Notes on the Map of DNA samples in East Anglia, both compiled by Stephen Arbon.
At one time the region was smaller, with the boundaries defined by several more defendable geographical features:
• for ‘R1b’ haplogroup
• for ‘I’ haplogroup
These locations were then plotted on a scanned copy of an AA 1:250 000 map.
These were copied from ‘A New and Comprehensive Gazetteer of England and Wales of 1834’ by James Bell, as printed in ‘Phillimores ATLAS and INDEX of Parish Registers’. [Although there’s a large network of local roads, paths & villages that haven’t been included].
The positions of markers should be close but may not be exact because:
[yet to be completed]
- Several populated areas which lie along the periphery of East Anglia, eg Cambridge & Colchester.
- Other areas may have only ever supported thin populations such as:
- Some locations have no obvious reason for a lack of samples, eg Thetford, Claire, Haverhill etc. and may be just thru chance.
The number of dna markers so far submitted to the project only represent a tiny proportion of the population of East Anglia, ie a couple of hundred out of perhaps a half a million in the early 19th century. In addition, they are not a random sample. While this might not effect the accuracy of the overall results it certainly would if looking at any of the less populated areas.
So in our case, the 140 participants would seem to give a reasonably size for Norfolk & Suffolk taken as a whole and assuming they was no inherent bias from the way they were supplied that might skew the results].
There are a number of factors that mean that the project samples aren’t truly random:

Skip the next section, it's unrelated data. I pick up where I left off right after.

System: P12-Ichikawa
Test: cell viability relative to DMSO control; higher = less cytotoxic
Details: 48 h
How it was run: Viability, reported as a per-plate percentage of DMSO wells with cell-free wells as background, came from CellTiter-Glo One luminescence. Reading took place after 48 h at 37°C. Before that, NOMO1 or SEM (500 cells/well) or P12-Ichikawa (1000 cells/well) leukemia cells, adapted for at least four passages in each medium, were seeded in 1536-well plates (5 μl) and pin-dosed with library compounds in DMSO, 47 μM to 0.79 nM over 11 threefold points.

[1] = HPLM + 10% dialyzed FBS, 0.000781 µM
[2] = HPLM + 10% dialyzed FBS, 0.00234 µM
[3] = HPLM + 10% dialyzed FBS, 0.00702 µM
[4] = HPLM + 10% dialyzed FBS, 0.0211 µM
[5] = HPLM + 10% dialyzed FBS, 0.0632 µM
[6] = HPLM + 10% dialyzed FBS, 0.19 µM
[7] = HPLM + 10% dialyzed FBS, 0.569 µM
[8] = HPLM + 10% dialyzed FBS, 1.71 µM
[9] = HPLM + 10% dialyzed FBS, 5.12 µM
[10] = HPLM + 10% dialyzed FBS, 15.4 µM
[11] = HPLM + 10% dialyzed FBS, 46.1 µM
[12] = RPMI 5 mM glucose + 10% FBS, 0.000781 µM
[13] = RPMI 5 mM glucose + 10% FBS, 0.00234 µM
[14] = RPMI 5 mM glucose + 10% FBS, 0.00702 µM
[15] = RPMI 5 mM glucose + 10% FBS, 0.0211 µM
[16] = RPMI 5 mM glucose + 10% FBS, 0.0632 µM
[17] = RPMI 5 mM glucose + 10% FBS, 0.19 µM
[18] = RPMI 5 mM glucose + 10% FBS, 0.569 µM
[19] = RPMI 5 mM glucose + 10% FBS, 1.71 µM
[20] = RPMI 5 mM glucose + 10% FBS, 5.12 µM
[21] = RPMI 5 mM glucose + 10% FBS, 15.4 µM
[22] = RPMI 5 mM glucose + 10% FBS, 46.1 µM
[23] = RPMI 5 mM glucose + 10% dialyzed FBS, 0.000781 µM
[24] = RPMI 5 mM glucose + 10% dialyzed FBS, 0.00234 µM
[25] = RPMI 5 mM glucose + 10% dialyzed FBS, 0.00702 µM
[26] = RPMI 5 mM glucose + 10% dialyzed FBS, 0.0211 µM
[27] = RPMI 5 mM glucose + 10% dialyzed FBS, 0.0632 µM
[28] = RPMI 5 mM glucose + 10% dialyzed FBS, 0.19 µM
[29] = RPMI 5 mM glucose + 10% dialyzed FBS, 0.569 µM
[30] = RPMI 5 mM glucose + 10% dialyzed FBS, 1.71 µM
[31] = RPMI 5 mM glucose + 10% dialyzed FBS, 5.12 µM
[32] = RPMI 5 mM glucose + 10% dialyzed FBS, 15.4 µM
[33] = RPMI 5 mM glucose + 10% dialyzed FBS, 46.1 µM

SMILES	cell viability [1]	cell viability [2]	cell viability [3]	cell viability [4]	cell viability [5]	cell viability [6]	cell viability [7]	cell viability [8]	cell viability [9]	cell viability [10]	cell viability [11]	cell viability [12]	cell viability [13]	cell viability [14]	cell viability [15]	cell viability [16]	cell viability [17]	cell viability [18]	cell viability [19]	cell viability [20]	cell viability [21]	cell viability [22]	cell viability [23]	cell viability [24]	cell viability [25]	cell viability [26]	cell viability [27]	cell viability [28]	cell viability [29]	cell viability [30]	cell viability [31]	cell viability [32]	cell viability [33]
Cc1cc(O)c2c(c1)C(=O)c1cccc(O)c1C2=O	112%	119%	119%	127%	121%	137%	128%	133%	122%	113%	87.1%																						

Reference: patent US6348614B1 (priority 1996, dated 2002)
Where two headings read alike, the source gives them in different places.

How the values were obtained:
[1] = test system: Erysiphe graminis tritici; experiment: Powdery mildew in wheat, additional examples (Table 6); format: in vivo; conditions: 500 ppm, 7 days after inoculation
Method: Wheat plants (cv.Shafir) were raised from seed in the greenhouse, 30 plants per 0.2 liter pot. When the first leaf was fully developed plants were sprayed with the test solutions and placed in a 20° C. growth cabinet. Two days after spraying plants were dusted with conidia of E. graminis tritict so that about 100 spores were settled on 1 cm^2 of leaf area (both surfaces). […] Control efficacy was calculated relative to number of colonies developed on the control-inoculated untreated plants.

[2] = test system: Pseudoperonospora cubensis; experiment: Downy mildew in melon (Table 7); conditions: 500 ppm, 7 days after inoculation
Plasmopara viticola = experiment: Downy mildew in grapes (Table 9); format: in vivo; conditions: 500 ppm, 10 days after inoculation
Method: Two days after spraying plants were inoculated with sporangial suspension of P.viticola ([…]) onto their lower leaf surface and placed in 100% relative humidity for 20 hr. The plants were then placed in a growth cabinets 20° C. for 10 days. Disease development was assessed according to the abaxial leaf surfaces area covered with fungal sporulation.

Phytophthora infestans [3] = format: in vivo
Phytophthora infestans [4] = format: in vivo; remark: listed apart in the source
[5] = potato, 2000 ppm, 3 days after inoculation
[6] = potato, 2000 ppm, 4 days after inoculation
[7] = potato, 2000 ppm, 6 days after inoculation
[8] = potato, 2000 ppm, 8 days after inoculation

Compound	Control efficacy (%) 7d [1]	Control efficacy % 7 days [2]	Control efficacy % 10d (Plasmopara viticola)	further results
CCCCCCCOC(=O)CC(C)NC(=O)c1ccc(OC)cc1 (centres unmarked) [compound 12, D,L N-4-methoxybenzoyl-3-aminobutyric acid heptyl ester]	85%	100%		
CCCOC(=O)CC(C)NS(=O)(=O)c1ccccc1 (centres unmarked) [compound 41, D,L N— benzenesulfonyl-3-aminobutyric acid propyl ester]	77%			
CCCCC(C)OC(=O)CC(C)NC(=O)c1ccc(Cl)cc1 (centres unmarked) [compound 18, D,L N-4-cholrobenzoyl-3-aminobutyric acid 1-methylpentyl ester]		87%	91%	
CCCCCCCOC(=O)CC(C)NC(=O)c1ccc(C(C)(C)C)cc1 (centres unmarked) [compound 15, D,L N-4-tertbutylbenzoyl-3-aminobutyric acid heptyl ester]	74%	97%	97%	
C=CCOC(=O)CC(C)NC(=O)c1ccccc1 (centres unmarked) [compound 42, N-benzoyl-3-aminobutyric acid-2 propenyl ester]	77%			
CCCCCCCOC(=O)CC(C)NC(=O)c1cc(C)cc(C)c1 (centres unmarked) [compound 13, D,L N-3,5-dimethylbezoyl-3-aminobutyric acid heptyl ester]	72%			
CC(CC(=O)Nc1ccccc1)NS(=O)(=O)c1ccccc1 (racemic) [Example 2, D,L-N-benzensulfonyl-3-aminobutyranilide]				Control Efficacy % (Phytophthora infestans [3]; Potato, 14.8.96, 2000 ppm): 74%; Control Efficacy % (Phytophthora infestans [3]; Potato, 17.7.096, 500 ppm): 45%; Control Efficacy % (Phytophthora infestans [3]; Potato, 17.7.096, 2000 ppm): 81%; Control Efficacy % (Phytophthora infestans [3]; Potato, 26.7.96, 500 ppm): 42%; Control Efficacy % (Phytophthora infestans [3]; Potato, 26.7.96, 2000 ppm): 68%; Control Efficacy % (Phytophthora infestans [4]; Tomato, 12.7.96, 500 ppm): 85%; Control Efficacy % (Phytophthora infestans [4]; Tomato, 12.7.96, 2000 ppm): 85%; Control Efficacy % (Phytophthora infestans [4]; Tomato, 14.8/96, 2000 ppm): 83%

- Internal Movement & Migration
While the movement of people before the Tuder period is largely unknown, in later times, rural workers often moved in May within their ‘hundred’ depending on work on offer. Additionally there was a large drift out of Suffolk & Norfolk in the 18th & 19th centuries to other regions such as Yorkshire & London and to other countries such as Australia, Canada, & New Zealand. As well as the earlier movements of the religious non-conformers to the American colonies in the 16th-18th centuries.
If for instance, farm workers were more likely to have been descended from the Angles for instance, and they were the ones who migrated, than the results may be skewed in a particular way.
Those with spare finance [eg America] would be more likely to have had dna tests.
- Possible Effects of having the same Co-ordinator
As David Weston has been significant part of both East Anglia dna & an U106 dna projects, there may be a higher representation from that clad.
Based on the dna results sampled so far, one might expect for every 10 samples for a parish there should be:
• Sites of coin finds of the Incenti & Trinovante tribes were scaled from maps from the ‘The Oxford Celtic Coin Index’ on www.finds.org.uk.
[A note from the website cautions that the maps display only a small proportion of coins found, ie only those with sufficient providence] and also the exact location may have been withheld to protect the site.
• Coin finds from Coritani & Cunobelin tribes were scaled up & then traced from maps in ‘WWW.Roman-Britain.org’, sourced apparently from ‘Barry Cunliffe's Iron Age Communities in Britain’.
- The small scale of the original maps, mean that the positions of coin-finds are only very approximate, probably to a few km. Additionally, coins from each tribe were traced from separate maps which may mean that those shown close together could actually be from a common hoard.
There is a web-site that showed significant areas of Roman coins in Britain, and I have traced the East Anglia section on to a separate copy of my map. But the very small scale of the original and the broad areas of Roman coin finds, mean that it is not all that useful. I’ve found a couple of books, but information that has been published on the geographical distribution of Roman coins in Britain seems minimal.
Observations on Coin Finds: